The Behavioral Life-Cycle Hypothesis
Hersh M Shefrin and
Economic Inquiry, 1988, vol. 26, issue 4, 609-43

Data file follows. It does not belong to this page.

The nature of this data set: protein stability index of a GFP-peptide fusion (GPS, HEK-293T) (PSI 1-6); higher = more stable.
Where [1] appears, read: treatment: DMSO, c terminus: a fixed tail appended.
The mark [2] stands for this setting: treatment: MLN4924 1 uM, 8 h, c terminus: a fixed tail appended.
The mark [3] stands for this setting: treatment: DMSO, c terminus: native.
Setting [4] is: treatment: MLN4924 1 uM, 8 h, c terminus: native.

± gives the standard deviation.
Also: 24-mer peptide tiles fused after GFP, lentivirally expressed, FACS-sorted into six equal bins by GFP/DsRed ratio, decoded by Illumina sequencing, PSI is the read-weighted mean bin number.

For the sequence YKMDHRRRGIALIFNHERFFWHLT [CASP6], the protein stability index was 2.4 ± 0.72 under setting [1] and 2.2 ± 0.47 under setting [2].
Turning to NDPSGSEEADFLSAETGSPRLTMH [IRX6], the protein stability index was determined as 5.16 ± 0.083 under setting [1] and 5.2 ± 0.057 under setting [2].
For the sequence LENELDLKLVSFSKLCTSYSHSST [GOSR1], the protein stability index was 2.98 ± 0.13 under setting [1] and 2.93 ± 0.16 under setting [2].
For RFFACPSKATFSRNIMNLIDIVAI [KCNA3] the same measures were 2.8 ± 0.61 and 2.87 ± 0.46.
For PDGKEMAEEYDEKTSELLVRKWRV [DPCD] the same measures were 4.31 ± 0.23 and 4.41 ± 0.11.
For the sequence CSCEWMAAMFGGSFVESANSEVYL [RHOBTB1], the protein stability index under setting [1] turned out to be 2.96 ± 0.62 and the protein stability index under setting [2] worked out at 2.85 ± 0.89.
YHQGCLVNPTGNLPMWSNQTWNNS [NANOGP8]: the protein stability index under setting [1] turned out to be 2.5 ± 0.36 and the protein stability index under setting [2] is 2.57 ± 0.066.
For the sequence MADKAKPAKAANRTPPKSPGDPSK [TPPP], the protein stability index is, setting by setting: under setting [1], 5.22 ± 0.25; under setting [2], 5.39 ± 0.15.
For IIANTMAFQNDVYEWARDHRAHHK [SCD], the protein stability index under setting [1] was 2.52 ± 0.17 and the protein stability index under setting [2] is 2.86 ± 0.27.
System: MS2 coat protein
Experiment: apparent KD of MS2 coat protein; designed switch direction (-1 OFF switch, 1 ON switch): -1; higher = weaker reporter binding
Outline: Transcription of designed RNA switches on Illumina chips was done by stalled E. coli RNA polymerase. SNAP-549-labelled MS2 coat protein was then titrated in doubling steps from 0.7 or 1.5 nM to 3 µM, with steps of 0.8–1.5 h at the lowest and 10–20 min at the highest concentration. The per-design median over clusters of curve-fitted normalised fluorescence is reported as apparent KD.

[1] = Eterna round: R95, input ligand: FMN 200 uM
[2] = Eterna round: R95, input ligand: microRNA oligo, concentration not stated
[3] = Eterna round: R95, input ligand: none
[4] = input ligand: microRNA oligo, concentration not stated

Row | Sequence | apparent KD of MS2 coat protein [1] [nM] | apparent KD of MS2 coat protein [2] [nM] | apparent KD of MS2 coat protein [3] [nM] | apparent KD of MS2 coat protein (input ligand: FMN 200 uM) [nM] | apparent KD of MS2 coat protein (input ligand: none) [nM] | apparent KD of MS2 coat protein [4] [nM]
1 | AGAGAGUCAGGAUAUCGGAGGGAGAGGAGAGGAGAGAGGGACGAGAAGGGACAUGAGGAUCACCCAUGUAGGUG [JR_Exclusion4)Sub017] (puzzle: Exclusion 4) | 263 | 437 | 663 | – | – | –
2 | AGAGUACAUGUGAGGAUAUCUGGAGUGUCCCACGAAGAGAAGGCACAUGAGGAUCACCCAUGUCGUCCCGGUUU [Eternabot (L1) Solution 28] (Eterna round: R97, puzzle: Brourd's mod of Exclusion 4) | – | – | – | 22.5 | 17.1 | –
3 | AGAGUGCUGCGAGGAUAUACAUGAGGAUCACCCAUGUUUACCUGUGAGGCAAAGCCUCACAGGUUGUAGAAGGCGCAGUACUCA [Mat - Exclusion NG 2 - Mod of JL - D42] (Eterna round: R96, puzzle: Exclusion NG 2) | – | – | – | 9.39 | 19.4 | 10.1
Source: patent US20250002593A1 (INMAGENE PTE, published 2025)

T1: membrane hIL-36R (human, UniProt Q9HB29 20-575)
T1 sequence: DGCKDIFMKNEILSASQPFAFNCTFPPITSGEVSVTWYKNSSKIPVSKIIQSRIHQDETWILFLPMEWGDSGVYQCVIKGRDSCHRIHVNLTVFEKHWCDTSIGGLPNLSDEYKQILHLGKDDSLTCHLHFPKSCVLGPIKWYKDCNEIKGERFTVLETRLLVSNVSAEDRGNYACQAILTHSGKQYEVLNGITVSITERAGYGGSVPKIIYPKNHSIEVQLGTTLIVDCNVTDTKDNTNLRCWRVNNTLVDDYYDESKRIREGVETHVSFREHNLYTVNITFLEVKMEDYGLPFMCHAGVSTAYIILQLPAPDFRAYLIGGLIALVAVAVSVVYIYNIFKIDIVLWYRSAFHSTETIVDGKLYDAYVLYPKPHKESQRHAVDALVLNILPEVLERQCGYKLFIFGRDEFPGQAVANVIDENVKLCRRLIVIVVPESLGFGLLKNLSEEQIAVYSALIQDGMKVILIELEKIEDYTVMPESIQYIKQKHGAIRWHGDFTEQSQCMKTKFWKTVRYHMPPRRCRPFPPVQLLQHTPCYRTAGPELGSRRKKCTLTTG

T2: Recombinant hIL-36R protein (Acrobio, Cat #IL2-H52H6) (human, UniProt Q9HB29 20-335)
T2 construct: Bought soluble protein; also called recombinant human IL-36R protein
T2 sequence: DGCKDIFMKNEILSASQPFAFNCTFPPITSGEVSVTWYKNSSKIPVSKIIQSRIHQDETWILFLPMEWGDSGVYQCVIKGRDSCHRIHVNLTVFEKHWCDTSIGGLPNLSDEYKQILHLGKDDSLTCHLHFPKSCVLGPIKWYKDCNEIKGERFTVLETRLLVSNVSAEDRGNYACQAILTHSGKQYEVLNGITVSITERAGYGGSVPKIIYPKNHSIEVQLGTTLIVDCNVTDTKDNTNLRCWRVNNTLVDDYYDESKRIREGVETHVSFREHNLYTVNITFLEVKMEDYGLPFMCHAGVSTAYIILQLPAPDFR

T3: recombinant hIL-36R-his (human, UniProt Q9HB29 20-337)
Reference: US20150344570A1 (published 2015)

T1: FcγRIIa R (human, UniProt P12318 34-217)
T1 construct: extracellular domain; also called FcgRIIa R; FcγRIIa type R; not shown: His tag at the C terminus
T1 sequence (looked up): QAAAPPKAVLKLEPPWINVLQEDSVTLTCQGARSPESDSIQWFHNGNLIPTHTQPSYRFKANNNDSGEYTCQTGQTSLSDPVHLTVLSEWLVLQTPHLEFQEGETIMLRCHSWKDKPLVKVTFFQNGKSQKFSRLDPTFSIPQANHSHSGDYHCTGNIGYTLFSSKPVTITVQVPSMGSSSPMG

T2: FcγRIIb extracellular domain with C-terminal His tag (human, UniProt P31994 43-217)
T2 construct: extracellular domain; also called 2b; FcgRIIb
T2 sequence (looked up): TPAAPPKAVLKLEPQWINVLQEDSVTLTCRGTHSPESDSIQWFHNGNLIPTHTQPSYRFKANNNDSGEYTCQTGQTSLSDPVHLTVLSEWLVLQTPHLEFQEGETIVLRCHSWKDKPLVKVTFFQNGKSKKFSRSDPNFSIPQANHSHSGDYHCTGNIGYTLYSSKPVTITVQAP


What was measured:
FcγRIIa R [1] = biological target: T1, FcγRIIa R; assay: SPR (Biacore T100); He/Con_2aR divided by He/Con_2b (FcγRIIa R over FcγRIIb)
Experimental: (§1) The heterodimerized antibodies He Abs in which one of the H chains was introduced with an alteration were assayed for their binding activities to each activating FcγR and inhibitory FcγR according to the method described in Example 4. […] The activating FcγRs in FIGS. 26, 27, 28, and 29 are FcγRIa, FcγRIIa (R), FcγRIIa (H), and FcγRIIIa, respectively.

Self-control, mental accounting, and framing are incorporated in a behavioral enrichment of the life-cycle theory of saving called the behavioral life-cycle hypothesis. The key assumption of the behavioral life-cycle theory is that households treat components of their wealth as nonfungible, even in the absence of credit rationing. Specifically, wealth is assumed to be divided into three mental accounts: current income, current assets, and future income. The temptation to spend is assumed to be greatest for current income and least for future income. Considerable empirical support for the behavioral life-cycle theory is presented, primarily drawn from published econometric studies. Copyright 1988 by Oxford University Press.
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